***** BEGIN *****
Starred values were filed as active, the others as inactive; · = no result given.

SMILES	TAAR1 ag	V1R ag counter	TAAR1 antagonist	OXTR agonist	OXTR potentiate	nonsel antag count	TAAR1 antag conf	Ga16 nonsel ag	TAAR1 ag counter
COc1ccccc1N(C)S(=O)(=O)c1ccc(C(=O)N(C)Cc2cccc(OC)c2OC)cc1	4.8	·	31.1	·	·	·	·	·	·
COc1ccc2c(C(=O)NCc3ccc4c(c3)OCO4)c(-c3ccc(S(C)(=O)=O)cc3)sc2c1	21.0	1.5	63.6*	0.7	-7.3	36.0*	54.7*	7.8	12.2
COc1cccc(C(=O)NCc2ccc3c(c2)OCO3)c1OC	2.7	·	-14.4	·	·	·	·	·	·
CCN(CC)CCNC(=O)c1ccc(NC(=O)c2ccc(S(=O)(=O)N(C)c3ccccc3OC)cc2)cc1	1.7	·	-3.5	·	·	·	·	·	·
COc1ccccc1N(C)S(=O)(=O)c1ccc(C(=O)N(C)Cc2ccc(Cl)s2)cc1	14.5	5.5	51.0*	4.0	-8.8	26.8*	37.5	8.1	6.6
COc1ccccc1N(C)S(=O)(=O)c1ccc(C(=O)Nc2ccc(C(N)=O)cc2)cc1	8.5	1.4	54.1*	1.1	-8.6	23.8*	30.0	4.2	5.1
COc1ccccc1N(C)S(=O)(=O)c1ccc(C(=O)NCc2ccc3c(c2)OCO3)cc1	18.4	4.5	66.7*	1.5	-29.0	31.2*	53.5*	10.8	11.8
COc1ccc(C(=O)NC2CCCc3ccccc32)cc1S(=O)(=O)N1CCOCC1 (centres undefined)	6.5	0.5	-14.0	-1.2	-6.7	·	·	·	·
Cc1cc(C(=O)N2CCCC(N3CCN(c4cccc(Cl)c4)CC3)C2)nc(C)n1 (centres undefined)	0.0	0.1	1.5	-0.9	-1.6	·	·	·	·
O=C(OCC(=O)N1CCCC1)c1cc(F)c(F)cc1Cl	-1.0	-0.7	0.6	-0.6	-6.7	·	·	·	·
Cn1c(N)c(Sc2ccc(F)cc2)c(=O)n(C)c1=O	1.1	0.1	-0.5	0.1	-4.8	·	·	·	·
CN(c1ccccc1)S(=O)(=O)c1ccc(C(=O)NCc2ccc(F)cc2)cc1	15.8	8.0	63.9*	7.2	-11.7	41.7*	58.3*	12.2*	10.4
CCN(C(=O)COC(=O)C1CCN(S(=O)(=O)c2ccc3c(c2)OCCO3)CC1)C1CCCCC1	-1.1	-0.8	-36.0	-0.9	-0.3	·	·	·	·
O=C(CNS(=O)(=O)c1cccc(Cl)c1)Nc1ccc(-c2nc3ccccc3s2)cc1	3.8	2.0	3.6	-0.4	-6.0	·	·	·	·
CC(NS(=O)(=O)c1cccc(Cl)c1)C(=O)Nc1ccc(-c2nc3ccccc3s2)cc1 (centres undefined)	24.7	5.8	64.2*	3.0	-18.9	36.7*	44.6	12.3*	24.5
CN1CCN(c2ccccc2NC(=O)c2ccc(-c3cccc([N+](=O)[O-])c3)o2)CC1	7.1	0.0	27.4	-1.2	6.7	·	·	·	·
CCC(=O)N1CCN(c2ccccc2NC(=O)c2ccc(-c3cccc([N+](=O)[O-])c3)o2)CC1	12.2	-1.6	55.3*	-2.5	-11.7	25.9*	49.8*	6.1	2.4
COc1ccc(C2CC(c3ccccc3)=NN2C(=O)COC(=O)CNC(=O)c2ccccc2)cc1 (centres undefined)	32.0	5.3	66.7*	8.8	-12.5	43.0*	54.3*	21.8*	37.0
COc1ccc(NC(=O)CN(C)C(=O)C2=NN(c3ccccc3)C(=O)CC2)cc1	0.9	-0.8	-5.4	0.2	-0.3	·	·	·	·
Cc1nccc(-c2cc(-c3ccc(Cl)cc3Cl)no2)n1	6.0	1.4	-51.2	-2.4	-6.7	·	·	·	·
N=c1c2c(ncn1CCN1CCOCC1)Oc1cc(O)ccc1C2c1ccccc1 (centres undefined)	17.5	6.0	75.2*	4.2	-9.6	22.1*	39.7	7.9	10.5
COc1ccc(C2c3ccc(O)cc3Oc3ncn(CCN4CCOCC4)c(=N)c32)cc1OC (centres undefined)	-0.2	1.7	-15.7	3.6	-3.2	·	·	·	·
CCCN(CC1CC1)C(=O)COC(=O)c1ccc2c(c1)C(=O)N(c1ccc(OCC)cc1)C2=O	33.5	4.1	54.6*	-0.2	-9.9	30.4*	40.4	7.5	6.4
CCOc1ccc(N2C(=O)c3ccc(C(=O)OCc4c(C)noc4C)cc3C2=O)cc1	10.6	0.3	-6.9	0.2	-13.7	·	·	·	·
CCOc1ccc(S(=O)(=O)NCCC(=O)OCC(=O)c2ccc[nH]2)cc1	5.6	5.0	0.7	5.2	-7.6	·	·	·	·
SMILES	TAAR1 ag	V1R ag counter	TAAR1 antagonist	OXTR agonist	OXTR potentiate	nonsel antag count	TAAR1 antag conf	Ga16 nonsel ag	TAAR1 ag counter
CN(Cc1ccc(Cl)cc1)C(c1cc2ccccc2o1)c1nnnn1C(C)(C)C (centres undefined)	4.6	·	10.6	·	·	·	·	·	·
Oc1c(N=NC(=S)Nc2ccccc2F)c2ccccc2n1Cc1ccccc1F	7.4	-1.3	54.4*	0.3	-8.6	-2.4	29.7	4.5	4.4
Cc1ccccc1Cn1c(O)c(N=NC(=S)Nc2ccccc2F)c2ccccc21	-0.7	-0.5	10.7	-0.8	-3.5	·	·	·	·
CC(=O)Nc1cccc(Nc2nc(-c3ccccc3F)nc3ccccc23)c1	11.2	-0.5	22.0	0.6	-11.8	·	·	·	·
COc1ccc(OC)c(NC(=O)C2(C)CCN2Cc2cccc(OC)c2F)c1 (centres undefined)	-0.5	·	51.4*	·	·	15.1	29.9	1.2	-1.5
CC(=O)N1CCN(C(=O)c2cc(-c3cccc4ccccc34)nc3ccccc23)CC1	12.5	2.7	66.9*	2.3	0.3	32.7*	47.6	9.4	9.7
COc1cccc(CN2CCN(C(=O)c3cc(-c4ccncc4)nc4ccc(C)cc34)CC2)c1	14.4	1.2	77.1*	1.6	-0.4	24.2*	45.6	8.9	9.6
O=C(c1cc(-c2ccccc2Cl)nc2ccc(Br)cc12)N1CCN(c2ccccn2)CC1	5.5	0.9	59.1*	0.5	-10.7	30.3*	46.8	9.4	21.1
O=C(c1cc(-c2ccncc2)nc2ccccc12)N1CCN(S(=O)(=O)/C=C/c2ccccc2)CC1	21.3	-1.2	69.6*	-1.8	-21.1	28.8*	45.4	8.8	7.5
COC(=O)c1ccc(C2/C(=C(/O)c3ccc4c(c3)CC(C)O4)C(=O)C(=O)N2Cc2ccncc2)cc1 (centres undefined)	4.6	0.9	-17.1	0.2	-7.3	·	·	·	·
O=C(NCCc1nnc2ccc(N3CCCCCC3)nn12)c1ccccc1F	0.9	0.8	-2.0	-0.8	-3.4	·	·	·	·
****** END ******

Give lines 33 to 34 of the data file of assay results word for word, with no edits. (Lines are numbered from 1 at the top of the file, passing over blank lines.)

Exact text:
COc1ccc(OC)c(NC(=O)C2(C)CCN2Cc2cccc(OC)c2F)c1 (centres undefined)	-0.5	·	51.4*	·	·	15.1	29.9	1.2	-1.5
CC(=O)N1CCN(C(=O)c2cc(-c3cccc4ccccc34)nc3ccccc23)CC1	12.5	2.7	66.9*	2.3	0.3	32.7*	47.6	9.4	9.7